Liberals are on a mission to dismantle the country, but here’s the punchline: they can’t take a joke.
When Trump joked about becoming a “dictator” on his first day in office, poking fun at Democratic claims of authoritarianism, the mainstream media and the White House took it as gospel. Similarly, his quip about Russia releasing Hillary Clinton’s emails was misconstrued as collusion evidence during his 2016 presidential run.
But Democrats think jokes about conservatives are real knee-slappers. According to a recent study by the Media Research Center, 81% of all political jokes told on major late-night comedy shows in 2023 were aimed at conservatives. The analysis, which encompassed 9,518 political jokes from six major daily late-night programs between January 3 and December 22, 2023, found that 7,729 jokes targeted “someone or something on the right side of the political spectrum.”
Further analysis revealed variations among the shows, with some displaying a more aggressive stance toward right-wing subjects. ABC’s “Jimmy Kimmel Live!” emerged with the highest rate of anti-conservative jokes among the six late-night shows examined. Stephen Colbert’s show followed closely, with 1,655 out of 1,918 jokes directed at conservatives, representing 86% of the total.
While comedians who align with left-leaning viewpoints have largely avoided cancellation, those expressing conservative values or divergent opinions from mainstream media narratives have faced scrutiny. Dave Chappelle, notably, has been targeted by calls for cancellation, with demands for Netflix to address his platforming of comments deemed transphobic in his latest specials, “The Dreamer” and “The Closer.”
Prominent comedians such as Chris Rock, Jamie Kennedy, Katt Williams, and Donald Glover have criticized the heightened sensitivity of audiences to boundary-pushing material. Other comedians, like Joe Machi and Bill Burr, take a more direct approach and have started to call overly sensitive viewers “snowflakes.”
Some comedians are choosing to avoid the political landmines altogether. Jay Leno, the iconic host of “The Tonight Show,” recently revealed that he has removed political jokes from his stand-up routine to avoid upsetting his audience. Speaking on the Fox Nation show “Piers Morgan Uncensored,” Leno explained his decision, stating, “I just stopped doing politics in my act altogether because—you know, when I did ‘The Tonight Show,’ the idea was you make fun of both sides equally.”
Leno highlighted that his jokes used to garner mixed reactions from both Republicans and Democrats, indicating that people believed he supported the opposing party. However, he noted a shift in audience expectations, with individuals now expecting comedians to take a clear side on political matters. Recognizing this change, Leno emphasized his desire for people to simply enjoy and laugh during his comedy shows without feeling the need to take a political stance.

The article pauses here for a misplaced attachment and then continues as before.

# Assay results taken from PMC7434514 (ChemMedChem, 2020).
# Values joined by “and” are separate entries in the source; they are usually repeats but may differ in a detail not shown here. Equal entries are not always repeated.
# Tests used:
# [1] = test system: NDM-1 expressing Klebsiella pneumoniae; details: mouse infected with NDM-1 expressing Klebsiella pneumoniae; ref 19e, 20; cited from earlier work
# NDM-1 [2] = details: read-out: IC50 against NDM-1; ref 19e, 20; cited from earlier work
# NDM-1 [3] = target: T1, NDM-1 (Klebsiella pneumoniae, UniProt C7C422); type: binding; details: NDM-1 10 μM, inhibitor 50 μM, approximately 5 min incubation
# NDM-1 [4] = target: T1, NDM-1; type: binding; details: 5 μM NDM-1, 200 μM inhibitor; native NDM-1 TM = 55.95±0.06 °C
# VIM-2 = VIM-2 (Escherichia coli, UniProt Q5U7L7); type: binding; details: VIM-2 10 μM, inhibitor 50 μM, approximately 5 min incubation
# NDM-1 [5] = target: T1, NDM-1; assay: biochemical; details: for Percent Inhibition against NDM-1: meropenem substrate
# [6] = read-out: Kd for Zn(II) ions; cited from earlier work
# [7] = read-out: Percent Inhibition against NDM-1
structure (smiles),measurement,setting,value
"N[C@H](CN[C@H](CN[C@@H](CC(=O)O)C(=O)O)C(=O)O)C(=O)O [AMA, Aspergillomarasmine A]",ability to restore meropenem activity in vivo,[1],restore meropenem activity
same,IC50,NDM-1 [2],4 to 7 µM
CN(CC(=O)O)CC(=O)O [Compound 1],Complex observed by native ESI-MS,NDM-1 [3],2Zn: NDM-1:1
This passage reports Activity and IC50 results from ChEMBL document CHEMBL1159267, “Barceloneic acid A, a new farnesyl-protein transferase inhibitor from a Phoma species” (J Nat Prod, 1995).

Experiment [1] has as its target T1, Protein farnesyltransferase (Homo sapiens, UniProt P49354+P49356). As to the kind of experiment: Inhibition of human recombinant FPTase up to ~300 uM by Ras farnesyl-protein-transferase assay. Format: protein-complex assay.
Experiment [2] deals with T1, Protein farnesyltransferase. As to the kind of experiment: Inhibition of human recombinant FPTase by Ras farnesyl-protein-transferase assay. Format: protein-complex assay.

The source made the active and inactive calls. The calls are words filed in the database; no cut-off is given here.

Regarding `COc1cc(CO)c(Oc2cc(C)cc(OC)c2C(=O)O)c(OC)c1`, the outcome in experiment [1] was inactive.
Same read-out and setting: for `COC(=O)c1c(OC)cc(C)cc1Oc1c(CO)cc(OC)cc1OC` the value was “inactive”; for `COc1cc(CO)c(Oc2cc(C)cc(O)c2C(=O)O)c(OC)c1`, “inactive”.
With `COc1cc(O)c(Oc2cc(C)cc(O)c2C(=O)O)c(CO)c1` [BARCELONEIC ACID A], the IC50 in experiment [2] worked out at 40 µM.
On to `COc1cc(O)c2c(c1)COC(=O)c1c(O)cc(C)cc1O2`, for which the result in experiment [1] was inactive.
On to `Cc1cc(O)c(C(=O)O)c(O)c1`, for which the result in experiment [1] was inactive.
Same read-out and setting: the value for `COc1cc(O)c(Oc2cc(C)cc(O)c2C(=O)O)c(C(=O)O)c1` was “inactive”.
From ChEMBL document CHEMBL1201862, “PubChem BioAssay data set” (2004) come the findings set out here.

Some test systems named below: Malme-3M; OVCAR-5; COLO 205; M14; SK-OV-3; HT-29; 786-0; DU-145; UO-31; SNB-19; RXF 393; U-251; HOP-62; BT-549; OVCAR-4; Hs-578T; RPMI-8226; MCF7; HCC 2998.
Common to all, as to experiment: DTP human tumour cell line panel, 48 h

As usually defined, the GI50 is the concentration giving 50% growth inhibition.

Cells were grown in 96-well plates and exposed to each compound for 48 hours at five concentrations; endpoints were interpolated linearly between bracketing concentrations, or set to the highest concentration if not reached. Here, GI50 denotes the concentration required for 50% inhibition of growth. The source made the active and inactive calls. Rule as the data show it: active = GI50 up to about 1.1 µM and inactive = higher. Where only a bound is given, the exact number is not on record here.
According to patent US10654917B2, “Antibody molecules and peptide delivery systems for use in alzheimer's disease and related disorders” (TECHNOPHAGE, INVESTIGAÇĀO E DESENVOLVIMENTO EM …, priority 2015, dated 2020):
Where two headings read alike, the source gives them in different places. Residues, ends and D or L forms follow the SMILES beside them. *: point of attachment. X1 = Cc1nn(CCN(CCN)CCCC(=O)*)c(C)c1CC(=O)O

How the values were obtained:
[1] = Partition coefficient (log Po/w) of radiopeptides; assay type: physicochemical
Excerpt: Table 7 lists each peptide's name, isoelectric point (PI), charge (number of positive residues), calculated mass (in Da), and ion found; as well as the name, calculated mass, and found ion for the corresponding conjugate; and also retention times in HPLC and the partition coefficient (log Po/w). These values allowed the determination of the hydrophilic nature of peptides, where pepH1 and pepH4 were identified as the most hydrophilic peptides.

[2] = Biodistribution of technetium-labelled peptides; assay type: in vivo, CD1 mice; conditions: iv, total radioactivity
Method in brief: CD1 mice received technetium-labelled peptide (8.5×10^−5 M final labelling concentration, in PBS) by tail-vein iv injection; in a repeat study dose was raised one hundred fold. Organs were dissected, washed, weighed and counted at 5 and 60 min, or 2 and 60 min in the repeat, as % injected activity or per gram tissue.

Jimmy Failla, a Fox News host and author of the upcoming book “Cancel Culture Dictionary,” expressed concerns about the blurred lines between comedy and offense in today’s society.
In an interview with Fox News Digital, Failla remarked that many individuals struggle to understand the difference between a joke and a “hate crime.” Failla criticized the trend of finding offense in every aspect of life, noting the absurdity of nearly a decade spent “trying to ruin fun.”
During an exclusive interview with Fox News Digital in November, comedian Jon Lovitz called out Seth Myers, Stephen Colbert, and Jimmy Kimmel for overemphasizing political agendas. According to Lovitz, these hosts have shifted away from traditional comedy formats towards focusing on political commentary, a trend he finds concerning. He expressed nostalgia for the days of comedians like David Letterman, where comedy took precedence over political messaging.
Comedians aren’t the sole culprits; athletes and musicians use their platforms for political activism. In 2020, players from the WNBA’s Atlanta Dream and their challengers, the Phoenix Mercury, made a statement by wearing black T-shirts endorsing Raphael Warnock. Warnock was the Democratic opponent of their team’s co-owner, Kelly Loeffler.
Female United States athletes garnered attention during the 2021 Tokyo Olympics by leveraging their platform for political and social demonstrations.
Bruce Springsteen was scheduled to perform with the E Street Band in Greensboro, North Carolina, on April 10, 2016. However, he canceled the show to protest a recently passed gender-specific bathroom law in North Carolina, leaving the state’s Springsteen fans brokenhearted.
It’s time for entertainers to follow Leno’s lead and focus on entertainment, leaving politics at the door. After all, the show will still go on, even without the onstage partisan commentary.